“He was not the head of AQAP, he wasn’t its deputy, and he wasn’t its bombmaker,” he says. “So while this was a good thing to accomplish, AQAP remains a growth industry, and this isn’t going to change that one iota.”
Since the US special forces raid into Pakistan in May that took out Osama bin Laden, a number of US officials and counterterrorism experts have speculated that Al Qaeda increasingly resembles a spent force.
Defense Secretary Leon Panetta said shortly after taking his job in July that the US is “within reach of strategically defeating Al Qaeda.” Earlier this month, CIA Director David Petraeus told Congress that the loss for Al Qaeda of not just Mr. bin Laden but leaders like Atiyah Abdul Rahman (in August) had opened “an important window of vulnerability” for the terror organization.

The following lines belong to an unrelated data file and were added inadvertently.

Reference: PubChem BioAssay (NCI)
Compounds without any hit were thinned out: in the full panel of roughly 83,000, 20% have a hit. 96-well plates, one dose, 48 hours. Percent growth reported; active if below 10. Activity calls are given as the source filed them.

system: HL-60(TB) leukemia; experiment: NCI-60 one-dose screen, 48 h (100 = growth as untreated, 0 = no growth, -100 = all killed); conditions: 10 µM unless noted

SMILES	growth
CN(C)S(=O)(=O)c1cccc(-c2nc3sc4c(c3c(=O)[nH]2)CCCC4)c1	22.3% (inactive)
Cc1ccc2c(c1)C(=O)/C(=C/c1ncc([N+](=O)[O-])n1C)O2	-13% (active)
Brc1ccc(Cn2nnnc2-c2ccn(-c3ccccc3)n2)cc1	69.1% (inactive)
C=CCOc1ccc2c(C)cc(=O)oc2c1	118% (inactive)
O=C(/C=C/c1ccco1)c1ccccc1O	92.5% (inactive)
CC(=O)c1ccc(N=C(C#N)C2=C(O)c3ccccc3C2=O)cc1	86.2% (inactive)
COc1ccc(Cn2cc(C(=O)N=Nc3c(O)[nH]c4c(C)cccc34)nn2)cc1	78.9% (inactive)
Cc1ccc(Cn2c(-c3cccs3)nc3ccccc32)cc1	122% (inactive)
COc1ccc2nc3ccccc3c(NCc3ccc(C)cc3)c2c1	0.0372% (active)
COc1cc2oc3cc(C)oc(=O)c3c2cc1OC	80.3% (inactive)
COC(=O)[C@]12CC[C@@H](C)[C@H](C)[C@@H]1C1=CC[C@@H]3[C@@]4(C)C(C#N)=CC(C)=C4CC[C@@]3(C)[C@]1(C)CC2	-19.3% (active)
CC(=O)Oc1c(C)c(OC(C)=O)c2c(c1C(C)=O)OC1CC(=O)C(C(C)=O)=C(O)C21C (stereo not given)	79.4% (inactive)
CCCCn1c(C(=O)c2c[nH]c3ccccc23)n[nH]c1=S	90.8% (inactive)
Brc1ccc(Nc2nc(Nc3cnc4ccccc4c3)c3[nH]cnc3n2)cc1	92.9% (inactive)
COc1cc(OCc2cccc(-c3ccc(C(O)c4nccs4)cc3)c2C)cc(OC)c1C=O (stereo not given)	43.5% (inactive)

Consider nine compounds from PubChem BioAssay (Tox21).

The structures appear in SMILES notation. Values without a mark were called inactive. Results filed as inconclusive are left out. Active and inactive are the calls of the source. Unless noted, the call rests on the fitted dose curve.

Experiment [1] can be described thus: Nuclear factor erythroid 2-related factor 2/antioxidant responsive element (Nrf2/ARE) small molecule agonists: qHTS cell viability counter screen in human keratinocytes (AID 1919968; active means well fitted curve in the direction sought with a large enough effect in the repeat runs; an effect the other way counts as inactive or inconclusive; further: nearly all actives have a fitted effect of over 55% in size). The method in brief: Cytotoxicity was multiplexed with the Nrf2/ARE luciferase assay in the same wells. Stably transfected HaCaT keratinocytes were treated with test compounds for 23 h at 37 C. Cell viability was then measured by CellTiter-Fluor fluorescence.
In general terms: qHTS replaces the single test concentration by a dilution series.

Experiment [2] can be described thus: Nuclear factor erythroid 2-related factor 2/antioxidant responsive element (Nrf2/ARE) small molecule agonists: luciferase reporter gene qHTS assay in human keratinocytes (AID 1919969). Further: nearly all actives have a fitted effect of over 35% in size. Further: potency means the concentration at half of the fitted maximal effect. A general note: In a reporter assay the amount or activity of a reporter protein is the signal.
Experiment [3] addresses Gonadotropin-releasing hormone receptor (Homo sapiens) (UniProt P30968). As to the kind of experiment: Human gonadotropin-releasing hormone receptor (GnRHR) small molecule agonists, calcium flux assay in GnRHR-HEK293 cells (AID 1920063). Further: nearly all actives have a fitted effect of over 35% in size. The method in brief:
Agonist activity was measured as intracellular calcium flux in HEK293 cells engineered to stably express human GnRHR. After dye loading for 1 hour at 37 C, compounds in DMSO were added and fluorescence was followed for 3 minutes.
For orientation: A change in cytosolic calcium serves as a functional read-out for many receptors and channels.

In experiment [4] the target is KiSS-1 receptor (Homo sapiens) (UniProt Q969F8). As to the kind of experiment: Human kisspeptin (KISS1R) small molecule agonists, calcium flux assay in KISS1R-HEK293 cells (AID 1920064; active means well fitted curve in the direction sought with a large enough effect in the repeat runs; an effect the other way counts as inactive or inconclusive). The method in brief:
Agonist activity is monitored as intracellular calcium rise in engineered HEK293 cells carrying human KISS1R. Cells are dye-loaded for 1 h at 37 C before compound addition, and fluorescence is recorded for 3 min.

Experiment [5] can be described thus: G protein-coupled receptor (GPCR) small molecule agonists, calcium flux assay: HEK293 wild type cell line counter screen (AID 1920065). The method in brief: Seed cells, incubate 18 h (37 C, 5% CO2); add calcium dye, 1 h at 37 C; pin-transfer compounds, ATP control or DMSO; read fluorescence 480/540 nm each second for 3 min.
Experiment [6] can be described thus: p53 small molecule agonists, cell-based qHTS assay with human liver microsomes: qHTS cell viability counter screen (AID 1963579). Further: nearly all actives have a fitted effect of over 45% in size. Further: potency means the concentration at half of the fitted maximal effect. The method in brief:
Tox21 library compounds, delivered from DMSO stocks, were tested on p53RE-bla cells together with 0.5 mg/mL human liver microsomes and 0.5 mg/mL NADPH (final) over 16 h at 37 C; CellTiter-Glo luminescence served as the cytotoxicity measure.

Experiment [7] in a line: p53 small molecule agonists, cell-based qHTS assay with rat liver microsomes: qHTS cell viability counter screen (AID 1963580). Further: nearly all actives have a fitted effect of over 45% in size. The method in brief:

Even counterterrorism experts who warn that Al Qaeda’s weakness is being overplayed – especially in a tumultuous Arab world – say that al-Awlaki’s death is significant, in part because of his influence outside the region.
“Where he had his major impact was in his ability to reach into disaffected and vulnerable communities in the West,” says Christopher Boucek, an expert in security challenges on the Arabian peninsula at the Carnegie Endowment for International Peace in Washington.